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Western Psychology as providing complementary practices for Buddhists. Buddhism in terms of psychology is necessarily a modern invention. European psychology and psychiatry with Buddhist theory and practice. The presentation and exploration of parts of Buddhist teachings as a Psychology and psychological method for analyzing and modifying human experience. Buddha containing much psychological material.
According to the Buddha while initially unreliable, one’s mind can be trained, calmed and cultivated so as to make introspection a refined and reliable method. This methodology is the foundation for the personal insight into the nature of the mind the Buddha is said to have achieved. While introspection is a key aspect of the Buddhist method, observation of a person’s behavior is also important. The contact between these bases leads to a perceptual event as explained in Buddhist texts: “when the eye that is internal is intact and external visible forms come within its range, and when there is an appropriate act of attention on the part of the mind, there is the emergence of perceptual consciousness. Therefore, perception for the Buddhists is not just based on the senses, but also on our desires, interests and concepts and hence it is in a way unrealistic and misleading. False belief and attachment to an abiding ego-entity is at the root of most negative emotions.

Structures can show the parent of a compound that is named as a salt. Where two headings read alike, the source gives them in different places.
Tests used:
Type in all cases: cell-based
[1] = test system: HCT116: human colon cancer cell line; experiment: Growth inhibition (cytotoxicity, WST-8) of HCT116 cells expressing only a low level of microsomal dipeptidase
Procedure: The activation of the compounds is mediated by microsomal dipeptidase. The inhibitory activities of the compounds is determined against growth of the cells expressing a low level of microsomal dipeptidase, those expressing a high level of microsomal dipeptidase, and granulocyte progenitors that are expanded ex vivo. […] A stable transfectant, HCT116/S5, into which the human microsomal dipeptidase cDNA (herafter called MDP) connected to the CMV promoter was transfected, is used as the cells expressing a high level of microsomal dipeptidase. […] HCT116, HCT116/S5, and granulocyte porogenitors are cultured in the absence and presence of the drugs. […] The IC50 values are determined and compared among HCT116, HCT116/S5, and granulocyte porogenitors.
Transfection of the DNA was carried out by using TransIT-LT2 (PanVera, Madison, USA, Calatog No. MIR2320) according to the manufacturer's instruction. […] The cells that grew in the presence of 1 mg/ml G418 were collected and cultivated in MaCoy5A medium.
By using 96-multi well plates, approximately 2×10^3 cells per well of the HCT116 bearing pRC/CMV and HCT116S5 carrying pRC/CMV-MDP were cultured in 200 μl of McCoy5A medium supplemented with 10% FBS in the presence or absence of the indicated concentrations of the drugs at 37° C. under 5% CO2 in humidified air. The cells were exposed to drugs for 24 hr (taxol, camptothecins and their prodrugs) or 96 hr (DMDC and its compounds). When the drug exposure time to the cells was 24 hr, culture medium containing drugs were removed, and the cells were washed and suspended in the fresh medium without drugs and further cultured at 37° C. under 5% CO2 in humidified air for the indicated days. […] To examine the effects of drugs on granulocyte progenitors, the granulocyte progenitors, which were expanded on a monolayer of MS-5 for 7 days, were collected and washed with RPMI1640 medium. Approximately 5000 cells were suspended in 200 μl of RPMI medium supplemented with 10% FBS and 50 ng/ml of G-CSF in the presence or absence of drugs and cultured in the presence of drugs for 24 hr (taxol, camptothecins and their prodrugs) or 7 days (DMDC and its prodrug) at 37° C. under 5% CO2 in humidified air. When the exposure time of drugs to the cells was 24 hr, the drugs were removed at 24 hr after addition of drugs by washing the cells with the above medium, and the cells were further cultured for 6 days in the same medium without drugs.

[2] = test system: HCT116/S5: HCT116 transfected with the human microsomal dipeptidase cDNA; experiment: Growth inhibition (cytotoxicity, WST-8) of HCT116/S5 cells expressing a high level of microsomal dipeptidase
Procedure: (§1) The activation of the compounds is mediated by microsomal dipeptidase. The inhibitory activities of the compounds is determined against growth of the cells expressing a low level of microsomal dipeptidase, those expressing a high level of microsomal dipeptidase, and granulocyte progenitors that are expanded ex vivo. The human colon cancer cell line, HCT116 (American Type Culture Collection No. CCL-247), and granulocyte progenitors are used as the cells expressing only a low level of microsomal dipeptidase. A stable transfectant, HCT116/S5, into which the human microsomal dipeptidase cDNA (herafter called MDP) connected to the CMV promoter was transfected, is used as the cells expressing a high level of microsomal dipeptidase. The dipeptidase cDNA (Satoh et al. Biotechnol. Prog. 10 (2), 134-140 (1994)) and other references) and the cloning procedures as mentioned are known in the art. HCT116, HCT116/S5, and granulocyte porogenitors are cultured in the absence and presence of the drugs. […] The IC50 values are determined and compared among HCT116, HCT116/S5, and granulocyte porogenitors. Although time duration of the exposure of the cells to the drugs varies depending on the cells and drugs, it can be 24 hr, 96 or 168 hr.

The notion of an “empty self” posits that there is no “CEO of the mind,” but rather something like committees constantly vying for power. In this view, the “self” is not a stable, enduring entity in control, but rather a mirage of the mind—not actually real, but merely seemingly so. So the Buddhist model of the self may turn out to fit the data far better than the notions that have dominated Psychological thinking for the last century. Nama refers to the non-physical elements and rupa to the physical components.
According to Padmasiri de Silva, “The mental and physical constitutents form one complex, and there is a mutual dependency of the mind on the body and of the body on the mind. Kama tanha – craving for sensory gratification, sex, novel stimuli, and pleasure. Bhava tanha – craving for survival or continued existence, also includes hunger and sleep as well as desire for power, wealth and fame. These are opposed by three wholesome roots: liberality, kindness and wisdom. The Buddha also makes a distinction between worldly and unworldly or spiritual feelings, seeing spiritual feelings as superior. The Buddhist theory of emotions also highlights the ethical and spiritual importance of positive emotions such as compassion and friendliness as antidotes for negative emotions and as vehicles for self development.